Learn more about Supportive Care

Caregiving During Treatment

If your loved one is getting chemotherapy, a blood and marrow transplant, immunotherapy or radiation therapy, there are many ways you can help. Caregiving during active treatment for multiple myeloma often means doing tasks like these:

  • Keeping track of their appointments and driving them to and from treatment
  • Watching for changes in their condition and telling their care team about any symptoms
  • Providing physical care, like helping them take medicines
  • Spending time with them and encouraging them
  • Taking care of things at home that they may not be able to do, like grocery shopping and cleaning

Caregiving for Transplant Patients

Caregivers have a special role in blood and marrow transplants. This intense treatment involves strong chemotherapy with serious side effects. During the initial recovery period, which often takes at least a month, your loved one will need daily help. We have classes to help transplant caregivers get ready. During recovery, a transplant registered nurse is available by phone 24 hours a day, 7 days a week, to help you.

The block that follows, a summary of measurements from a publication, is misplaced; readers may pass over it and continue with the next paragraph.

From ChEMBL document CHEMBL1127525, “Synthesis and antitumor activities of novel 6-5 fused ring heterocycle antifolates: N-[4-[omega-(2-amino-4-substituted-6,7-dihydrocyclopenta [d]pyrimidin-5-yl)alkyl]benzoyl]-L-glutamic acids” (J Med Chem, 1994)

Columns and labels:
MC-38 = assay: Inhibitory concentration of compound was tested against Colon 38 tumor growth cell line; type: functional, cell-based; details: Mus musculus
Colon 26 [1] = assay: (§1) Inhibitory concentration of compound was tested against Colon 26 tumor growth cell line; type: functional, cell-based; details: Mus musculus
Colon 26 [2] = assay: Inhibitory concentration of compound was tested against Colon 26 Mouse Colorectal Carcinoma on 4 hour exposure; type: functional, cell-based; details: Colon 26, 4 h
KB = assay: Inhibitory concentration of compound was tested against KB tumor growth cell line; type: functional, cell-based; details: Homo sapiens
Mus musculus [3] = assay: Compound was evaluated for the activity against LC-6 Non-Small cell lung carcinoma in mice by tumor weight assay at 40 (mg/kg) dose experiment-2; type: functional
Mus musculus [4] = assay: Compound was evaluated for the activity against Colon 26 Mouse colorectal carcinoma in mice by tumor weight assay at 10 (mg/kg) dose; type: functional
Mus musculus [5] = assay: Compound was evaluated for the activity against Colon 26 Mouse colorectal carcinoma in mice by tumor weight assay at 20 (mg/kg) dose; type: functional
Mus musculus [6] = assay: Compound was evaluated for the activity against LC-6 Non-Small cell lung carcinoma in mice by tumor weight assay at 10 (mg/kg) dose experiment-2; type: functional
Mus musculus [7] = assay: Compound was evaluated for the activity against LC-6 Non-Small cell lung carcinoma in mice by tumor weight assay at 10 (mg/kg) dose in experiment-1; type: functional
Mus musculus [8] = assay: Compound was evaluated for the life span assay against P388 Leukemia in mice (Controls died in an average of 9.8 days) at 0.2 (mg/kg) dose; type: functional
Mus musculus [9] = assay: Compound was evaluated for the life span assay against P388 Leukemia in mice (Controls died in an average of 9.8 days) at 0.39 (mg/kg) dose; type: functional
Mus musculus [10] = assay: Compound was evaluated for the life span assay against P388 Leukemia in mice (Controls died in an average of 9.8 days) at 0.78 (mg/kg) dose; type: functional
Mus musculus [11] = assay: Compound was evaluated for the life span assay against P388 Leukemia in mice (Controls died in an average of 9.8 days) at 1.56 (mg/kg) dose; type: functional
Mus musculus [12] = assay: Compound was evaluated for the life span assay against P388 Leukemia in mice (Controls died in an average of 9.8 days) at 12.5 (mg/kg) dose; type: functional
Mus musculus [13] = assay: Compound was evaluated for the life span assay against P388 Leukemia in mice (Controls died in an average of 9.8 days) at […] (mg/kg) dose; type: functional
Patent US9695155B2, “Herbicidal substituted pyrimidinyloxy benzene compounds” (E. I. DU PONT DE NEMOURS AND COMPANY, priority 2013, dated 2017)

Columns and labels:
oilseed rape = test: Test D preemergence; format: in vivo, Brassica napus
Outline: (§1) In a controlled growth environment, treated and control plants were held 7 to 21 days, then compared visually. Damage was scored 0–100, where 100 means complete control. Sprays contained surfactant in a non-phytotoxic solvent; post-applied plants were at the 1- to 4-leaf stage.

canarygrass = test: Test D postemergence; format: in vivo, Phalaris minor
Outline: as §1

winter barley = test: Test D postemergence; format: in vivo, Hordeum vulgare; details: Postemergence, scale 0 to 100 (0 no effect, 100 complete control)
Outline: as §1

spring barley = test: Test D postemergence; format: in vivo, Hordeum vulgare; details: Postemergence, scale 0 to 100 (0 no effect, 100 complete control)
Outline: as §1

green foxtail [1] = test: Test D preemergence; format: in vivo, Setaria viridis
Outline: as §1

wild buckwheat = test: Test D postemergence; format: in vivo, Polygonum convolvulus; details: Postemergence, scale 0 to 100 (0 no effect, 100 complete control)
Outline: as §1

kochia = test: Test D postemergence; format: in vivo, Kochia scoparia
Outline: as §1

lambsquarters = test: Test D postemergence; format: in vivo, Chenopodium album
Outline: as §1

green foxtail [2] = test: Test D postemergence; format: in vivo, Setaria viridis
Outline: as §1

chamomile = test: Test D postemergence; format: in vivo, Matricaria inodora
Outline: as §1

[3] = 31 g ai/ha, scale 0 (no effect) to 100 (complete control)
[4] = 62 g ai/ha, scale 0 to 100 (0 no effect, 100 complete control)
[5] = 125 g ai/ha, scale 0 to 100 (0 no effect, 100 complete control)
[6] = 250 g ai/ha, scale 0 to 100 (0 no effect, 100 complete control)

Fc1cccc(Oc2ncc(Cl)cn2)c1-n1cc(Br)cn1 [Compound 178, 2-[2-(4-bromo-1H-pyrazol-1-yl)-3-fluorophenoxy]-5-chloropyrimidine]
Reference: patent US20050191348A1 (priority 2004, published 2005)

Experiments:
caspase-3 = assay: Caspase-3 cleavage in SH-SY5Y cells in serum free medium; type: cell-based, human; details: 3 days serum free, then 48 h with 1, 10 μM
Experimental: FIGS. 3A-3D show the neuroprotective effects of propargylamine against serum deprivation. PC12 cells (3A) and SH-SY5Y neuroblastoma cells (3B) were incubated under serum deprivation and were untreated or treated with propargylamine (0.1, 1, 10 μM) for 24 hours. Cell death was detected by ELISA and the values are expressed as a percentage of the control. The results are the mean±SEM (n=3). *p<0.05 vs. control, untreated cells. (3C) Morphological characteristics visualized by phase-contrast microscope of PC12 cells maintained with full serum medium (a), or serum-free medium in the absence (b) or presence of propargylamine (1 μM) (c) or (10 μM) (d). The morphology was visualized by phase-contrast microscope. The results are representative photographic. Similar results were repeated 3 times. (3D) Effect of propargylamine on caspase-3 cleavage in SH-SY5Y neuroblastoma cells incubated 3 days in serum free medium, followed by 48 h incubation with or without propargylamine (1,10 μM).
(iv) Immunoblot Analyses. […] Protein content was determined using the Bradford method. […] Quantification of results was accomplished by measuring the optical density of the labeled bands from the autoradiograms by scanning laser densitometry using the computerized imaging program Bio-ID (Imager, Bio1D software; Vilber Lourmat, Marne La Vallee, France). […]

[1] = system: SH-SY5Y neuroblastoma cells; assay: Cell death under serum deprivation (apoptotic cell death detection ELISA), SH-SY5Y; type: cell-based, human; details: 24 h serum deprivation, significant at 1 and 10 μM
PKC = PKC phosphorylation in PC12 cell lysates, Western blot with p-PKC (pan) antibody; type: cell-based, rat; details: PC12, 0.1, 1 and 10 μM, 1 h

Continuing Care

When your disease is in remission and your active treatment ends, it is still important to get follow-up care on a regular basis. At follow-up visits, you will see the same Fred Hutch team who treated your multiple myeloma. They will check your overall health and look for signs that your cancer may have come back (signs of recurrence). 

Your team will also help with any long-term side effects (which go on after treatment ends) or late effects (which may start after treatment is over).

Schedule For Follow-up Visits

Just like we personalize your treatment plan for you, we personalize your follow-up schedule, too. Your hematologist-oncologist will base your schedule on many things, including:

  • If your disease was smoldering (asymptomatic) or symptomatic
  • Which treatments you had and how your disease responded 
  • How the disease and treatments affected you 
  • How long it has been since your treatment ended

After active treatments, most patients continue to have regular monitoring every month. 

What Happens at a Follow-up Visit

Follow-up for multiple myeloma usually means seeing your hematologist-oncologist regularly for a physical exam and having blood and urine tests to check your blood cell levels. If there are any changes, you might have tests to check the health of your bone marrow.  

Your physician will let you know if you need any imaging tests. You might have tests like a CT (computed tomography) scan or PET (positron-emission tomography) scan. These can help check for recurrence (the cancer has come back), but they also expose you to some radiation. Together, you and your doctor will decide on the benefits and risks.

Meet the Multiple Myeloma Care Team